6 thoughts on “Congress to Armenians: Drop Dead! – Tikun Olam תיקון עולם إصلاح العالم
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  1. I don’t know what Armenian-Americans want out of this resolution, but I nonetheless find it odd that the Turks don’t say, “Yeah, that happened, but the Ottomans were not us, and we are not the Ottomans and are not responsible for what happened,” and then simply shrug off any further criticism – at least that’s what I would do if I were in the Turks’ position.

    BTW, it’s “Livingston”, not “Livingstone” (http://en.wikipedia.org/wiki/Bob_Livingston) – not that, as a Louisiana resident myself, I’m sorry he’s no longer in Congress.

  2. The resolution will probably make trouble for Armenians in Turkey. Probably it won’t help relations between the Turkish and Armenian republics. So who benefits?

    Can you imagine Congress passing a similar resolution about the genocide of the American Indians? Not in a million years.

    Meanwhile the US invasion of Iraq may well mean the end of the Assyrians. The refugees will flee West, and be forced to assimilate, give up Syriac language, etc.

    Zhu Bajie

  3. I’m all for morality in government… it’d be nice for a change.

    I’m also all for taking responsibility for the wrong we’ve done, and if the wrong was done by an ancestor who didn’t take responsibility for it, I think it behooves us to do so on his behalf. I think there’s an inherited culpability… after all, we happily inherit whatever advantage or benefit came as a consequence of what was done, don’t we?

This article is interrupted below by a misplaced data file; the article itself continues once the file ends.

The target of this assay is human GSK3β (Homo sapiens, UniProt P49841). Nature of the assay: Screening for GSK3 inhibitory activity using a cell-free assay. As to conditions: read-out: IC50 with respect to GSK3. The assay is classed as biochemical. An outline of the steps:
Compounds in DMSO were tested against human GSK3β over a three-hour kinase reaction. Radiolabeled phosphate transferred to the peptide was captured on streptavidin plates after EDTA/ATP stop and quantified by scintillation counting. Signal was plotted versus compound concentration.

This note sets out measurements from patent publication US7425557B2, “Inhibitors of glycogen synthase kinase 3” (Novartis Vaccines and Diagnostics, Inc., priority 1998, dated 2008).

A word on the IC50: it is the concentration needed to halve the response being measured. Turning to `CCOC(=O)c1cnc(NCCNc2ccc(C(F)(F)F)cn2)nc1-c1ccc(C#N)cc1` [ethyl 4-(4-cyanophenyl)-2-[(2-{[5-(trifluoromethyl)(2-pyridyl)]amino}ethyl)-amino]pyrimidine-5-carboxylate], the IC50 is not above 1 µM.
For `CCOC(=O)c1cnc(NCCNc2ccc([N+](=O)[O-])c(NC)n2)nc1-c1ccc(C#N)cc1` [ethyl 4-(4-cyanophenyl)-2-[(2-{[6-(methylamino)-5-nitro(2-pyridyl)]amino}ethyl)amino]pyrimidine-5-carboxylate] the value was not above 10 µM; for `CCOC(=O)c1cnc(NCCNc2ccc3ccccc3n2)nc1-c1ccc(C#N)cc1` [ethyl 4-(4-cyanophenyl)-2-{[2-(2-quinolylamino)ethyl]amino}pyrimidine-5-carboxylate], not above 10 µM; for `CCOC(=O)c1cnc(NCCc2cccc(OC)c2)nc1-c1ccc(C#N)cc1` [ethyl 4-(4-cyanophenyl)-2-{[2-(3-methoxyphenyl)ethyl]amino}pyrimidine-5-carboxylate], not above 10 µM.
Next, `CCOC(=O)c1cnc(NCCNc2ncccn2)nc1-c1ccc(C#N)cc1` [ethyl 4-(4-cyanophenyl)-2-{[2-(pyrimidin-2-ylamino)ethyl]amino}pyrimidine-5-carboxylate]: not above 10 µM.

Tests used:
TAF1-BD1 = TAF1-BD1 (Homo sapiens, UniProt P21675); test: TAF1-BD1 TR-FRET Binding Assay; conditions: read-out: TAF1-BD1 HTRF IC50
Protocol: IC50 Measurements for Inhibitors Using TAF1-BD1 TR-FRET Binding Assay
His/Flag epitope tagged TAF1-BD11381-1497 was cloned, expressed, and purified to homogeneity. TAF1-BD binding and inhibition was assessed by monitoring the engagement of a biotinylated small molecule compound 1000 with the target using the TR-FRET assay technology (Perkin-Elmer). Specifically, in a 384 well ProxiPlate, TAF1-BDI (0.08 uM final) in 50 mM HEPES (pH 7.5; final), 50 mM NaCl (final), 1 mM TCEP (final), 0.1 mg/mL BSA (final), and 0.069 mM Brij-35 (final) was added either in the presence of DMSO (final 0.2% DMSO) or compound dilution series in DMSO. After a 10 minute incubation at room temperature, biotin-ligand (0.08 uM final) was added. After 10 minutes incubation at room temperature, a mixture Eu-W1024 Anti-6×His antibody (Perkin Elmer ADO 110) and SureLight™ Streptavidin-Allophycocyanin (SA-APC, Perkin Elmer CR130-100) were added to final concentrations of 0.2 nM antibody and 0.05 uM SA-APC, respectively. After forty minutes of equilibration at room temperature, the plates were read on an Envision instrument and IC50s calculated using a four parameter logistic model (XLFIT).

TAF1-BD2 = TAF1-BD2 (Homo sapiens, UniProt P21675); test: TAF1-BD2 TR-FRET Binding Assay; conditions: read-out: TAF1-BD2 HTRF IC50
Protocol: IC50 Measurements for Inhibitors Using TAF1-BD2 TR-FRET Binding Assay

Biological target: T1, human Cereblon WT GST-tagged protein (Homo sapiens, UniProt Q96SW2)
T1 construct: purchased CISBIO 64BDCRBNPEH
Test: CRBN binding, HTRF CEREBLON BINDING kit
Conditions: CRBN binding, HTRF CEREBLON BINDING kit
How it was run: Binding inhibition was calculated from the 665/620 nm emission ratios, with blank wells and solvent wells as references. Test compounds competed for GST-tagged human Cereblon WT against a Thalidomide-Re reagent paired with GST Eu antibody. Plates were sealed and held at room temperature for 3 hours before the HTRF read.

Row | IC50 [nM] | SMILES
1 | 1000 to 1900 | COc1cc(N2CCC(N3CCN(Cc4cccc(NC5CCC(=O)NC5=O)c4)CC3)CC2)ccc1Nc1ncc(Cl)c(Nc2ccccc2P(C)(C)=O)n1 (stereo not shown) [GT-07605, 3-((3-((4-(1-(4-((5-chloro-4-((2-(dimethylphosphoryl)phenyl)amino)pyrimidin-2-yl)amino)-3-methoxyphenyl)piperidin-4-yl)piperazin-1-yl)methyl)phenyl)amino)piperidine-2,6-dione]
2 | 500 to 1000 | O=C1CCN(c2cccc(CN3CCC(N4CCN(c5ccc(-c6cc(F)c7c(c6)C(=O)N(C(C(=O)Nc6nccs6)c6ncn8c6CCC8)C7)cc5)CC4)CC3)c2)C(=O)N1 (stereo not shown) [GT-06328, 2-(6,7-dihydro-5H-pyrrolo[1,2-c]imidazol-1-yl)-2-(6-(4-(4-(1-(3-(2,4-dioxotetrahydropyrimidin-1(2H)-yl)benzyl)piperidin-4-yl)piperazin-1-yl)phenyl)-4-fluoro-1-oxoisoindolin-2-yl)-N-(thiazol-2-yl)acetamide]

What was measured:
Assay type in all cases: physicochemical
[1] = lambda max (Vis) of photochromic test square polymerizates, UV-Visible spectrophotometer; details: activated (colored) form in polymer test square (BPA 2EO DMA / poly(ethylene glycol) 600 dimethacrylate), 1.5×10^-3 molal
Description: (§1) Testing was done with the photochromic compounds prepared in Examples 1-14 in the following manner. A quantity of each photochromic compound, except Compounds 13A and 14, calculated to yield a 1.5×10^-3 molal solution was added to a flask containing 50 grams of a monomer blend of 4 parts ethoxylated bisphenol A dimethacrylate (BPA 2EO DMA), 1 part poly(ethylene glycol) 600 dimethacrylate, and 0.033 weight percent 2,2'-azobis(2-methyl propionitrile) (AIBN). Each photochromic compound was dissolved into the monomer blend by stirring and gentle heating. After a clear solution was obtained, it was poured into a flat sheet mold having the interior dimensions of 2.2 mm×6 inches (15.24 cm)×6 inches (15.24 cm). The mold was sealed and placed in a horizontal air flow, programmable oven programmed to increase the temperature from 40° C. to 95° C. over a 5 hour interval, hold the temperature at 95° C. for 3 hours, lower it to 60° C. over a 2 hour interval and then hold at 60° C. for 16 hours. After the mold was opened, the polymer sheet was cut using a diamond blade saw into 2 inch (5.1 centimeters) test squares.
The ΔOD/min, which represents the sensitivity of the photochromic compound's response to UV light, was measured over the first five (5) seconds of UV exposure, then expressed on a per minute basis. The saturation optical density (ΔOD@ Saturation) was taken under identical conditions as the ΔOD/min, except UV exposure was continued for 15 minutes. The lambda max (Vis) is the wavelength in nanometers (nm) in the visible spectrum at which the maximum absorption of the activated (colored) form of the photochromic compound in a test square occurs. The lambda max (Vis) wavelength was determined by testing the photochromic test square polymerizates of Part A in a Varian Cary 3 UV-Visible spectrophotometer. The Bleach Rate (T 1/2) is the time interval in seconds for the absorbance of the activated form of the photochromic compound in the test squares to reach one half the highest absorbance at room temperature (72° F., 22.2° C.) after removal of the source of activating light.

I think that governments should be encouraged, especially by their own people, but also by others, to acknowledge wrongs done, and make amends where possible, which would be the province of any legislature.

    I’m not so sure however about passing resolutions disapproving (or approving) of the behaviour of others, whether nations or individuals. Is this something that legislatures do? If so, should they? If inclined to address the evil of genocide wouldn’t the US Congress be better off busying itself with acknowledging and ameliorating the wrongs done in America to the Amerindians and Africans, and by encouraging the administration to do something about genocide in progress (we all know the missed opportunities in this category).

    Rather than pass hypocritical condemnation of others misbehaviour, they would provide the moral leadership of a good example which they could encourage others to emulate.

  4. Did an “advantage or benefit” really result from the mass killing of the Armenians in 1915? I don’t see any, but I’m willing to listen to an argument to the contrary if you’ve got one.

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